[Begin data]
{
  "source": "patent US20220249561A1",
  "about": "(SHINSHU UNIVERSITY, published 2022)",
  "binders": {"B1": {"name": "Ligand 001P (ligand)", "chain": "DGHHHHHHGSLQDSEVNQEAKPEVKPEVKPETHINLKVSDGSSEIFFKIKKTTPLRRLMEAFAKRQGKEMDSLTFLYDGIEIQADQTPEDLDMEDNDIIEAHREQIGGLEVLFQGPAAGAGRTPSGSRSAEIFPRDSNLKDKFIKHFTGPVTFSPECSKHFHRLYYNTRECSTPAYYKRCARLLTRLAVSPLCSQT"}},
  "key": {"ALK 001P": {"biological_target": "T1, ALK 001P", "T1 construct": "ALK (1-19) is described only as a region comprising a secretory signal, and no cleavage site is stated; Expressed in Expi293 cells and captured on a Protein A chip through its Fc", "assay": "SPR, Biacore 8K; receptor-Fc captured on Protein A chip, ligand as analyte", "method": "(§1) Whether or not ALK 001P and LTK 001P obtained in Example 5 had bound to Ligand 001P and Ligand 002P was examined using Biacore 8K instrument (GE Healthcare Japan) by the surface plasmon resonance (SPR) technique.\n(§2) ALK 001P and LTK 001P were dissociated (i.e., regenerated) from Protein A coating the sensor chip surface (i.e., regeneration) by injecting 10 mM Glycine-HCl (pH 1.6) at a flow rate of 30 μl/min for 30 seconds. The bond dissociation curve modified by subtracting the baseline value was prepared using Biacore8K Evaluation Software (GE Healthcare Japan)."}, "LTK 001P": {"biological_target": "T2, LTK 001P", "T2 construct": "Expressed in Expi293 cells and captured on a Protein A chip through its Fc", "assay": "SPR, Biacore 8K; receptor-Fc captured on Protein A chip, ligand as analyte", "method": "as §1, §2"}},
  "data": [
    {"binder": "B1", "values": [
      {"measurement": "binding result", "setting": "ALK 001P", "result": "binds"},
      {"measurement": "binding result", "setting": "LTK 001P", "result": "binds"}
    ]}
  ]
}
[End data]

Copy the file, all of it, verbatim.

{
  "source": "patent US20220249561A1",
  "about": "(SHINSHU UNIVERSITY, published 2022)",
  "binders": {"B1": {"name": "Ligand 001P (ligand)", "chain": "DGHHHHHHGSLQDSEVNQEAKPEVKPEVKPETHINLKVSDGSSEIFFKIKKTTPLRRLMEAFAKRQGKEMDSLTFLYDGIEIQADQTPEDLDMEDNDIIEAHREQIGGLEVLFQGPAAGAGRTPSGSRSAEIFPRDSNLKDKFIKHFTGPVTFSPECSKHFHRLYYNTRECSTPAYYKRCARLLTRLAVSPLCSQT"}},
  "key": {"ALK 001P": {"biological_target": "T1, ALK 001P", "T1 construct": "ALK (1-19) is described only as a region comprising a secretory signal, and no cleavage site is stated; Expressed in Expi293 cells and captured on a Protein A chip through its Fc", "assay": "SPR, Biacore 8K; receptor-Fc captured on Protein A chip, ligand as analyte", "method": "(§1) Whether or not ALK 001P and LTK 001P obtained in Example 5 had bound to Ligand 001P and Ligand 002P was examined using Biacore 8K instrument (GE Healthcare Japan) by the surface plasmon resonance (SPR) technique.\n(§2) ALK 001P and LTK 001P were dissociated (i.e., regenerated) from Protein A coating the sensor chip surface (i.e., regeneration) by injecting 10 mM Glycine-HCl (pH 1.6) at a flow rate of 30 μl/min for 30 seconds. The bond dissociation curve modified by subtracting the baseline value was prepared using Biacore8K Evaluation Software (GE Healthcare Japan)."}, "LTK 001P": {"biological_target": "T2, LTK 001P", "T2 construct": "Expressed in Expi293 cells and captured on a Protein A chip through its Fc", "assay": "SPR, Biacore 8K; receptor-Fc captured on Protein A chip, ligand as analyte", "method": "as §1, §2"}},
  "data": [
    {"binder": "B1", "values": [
      {"measurement": "binding result", "setting": "ALK 001P", "result": "binds"},
      {"measurement": "binding result", "setting": "LTK 001P", "result": "binds"}
    ]}
  ]
}